Beyond pharmacy blog
All posts from: October 2012
I have written in the past about hazards caused by things we launch into the air, such as helium balloons (PJ 2009;282:627) and sky lanterns (PJ 2011;287:621).
The Royal Pharmaceutical Society’s London headquarters building is just yards from the River Thames at Lambeth Bridge. The first bridge on this site opened 150 years ago this month (November 1862), although plans for a bridge had been drawn up as early as 1734, when the only bridge over the capital’s river was London Bridge.
Round about now, particularly in North America, many people are starting to grow paperwhite narcissi (Narcissus tazetta) to help brighten their homes over the yuletide festive period.
With around 14 million sold every day around the world, the Bic Biro is used, abused and taken for granted on a grand scale that belies its interesting and chequered history.
A raft of pumice larger than the surface area of Israel, and thought to have originated from an underwater volcanic eruption, was recently spotted floating in the Pacific Ocean. But this is not the first sighting of such an enormous floating boulder. Similar rafts drifted around the Pacific for up to 20 years after Krakatoa erupted in 1883.
Increasing resistance to drugs for tuberculosis (TB) is a major health problem worldwide. The most commonly used agents, isoniazid and rifampicin, are often no longer effective.
The term “bioluminescence” describes light produced within an organism by chemical reaction. It needs no energy from another source, unlike biofluorescence, in which proteins absorb external energy and reradiate it.
Most blind people with treatable eye conditions live in developing countries where access to healthcare is limited. However, the promise of more accessible diagnosis and treatment is offered by a modified smartphone developed by Andrew Bastawrous, who has won this year’s Medical Research Council Mark Perutz award.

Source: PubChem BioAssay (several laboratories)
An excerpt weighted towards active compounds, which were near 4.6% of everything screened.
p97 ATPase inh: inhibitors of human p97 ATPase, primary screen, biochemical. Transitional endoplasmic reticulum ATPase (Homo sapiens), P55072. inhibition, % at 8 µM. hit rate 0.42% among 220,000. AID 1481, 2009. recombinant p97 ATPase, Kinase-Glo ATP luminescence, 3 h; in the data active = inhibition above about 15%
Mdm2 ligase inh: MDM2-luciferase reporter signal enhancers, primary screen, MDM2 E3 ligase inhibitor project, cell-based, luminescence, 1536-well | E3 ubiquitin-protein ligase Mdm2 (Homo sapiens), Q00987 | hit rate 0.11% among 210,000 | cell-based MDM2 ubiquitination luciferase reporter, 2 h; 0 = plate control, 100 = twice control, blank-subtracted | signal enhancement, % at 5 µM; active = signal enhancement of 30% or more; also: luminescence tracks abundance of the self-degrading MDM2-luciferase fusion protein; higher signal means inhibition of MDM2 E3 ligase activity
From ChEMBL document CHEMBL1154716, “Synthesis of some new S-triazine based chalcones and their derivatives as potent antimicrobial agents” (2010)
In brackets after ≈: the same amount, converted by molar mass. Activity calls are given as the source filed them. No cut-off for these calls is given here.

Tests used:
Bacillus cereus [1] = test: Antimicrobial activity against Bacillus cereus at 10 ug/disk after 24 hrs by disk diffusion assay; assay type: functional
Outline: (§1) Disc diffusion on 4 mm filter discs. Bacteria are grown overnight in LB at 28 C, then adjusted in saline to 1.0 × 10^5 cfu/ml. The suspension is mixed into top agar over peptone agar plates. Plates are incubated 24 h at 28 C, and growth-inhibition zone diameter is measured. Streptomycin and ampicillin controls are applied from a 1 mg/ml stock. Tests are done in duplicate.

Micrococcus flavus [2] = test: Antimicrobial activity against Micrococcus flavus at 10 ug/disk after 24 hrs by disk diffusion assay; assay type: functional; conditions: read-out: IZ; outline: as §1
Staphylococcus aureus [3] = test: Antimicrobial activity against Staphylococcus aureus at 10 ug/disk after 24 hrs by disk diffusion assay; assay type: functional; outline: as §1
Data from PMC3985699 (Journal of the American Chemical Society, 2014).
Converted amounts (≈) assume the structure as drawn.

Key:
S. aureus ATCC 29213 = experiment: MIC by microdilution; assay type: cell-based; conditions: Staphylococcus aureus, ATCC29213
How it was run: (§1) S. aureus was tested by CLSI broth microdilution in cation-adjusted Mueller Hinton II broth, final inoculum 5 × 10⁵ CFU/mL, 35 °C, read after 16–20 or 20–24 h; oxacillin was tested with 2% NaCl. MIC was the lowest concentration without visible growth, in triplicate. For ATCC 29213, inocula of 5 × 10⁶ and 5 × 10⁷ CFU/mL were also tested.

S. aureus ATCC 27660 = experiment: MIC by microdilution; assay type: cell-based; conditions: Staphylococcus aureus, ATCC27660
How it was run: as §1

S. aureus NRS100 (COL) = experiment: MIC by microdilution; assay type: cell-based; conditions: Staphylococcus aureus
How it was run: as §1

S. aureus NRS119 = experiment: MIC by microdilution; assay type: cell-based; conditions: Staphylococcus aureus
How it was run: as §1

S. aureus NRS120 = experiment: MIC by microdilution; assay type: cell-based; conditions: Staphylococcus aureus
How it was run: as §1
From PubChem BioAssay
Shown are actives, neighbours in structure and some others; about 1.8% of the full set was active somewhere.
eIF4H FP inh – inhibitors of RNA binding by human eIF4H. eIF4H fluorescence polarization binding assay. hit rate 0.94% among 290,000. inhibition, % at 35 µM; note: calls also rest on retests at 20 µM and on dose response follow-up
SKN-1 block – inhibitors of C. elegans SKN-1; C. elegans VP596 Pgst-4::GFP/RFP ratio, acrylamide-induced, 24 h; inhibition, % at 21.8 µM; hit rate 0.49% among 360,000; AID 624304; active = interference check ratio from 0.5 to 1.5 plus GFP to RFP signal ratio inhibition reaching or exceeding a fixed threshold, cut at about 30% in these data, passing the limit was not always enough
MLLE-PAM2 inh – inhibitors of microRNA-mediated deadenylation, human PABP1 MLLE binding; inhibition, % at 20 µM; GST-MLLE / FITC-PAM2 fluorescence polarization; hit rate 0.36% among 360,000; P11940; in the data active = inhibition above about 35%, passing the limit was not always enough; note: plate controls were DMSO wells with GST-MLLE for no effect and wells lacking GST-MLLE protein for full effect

Gout has long been linked with diet, particularly overindulgence in meat, seafood and alcohol, but few foods have been shown to cut the risk of gout. So findings from a new study published in Arthritis and Rheumatism are intriguing.
I have always enjoyed reading about Victorian women who dared to move beyond the confines of their day, so the 150th anniversary of the birth of African explorer Mary Kingsley, which is on 13 October, attracted my attention immediately.
Many inventions are older than we think, usually because the basic idea was way ahead of the technology needed to exploit it. A good example is the fax machine. It was patented in 1843, but early machines were bulky, heavy, slow and expensive, and a commercially viable machine did not appear until 1966.
Twenty-five years ago, on the night of 15 October 1987, southern England was hit by a storm more severe than any since the Great Storm of 1703. Winds felled 15 million trees, brought down power lines and damaged numerous buildings. Eighteen people were killed. Clean-up costs totalled some £2bn.
As the Stoptober anti-smoking campaign gets under way, many tobacco users will no doubt be turning to nicotine patches as a way to maintain their nicotine addiction while avoiding the major health risks of smoking.
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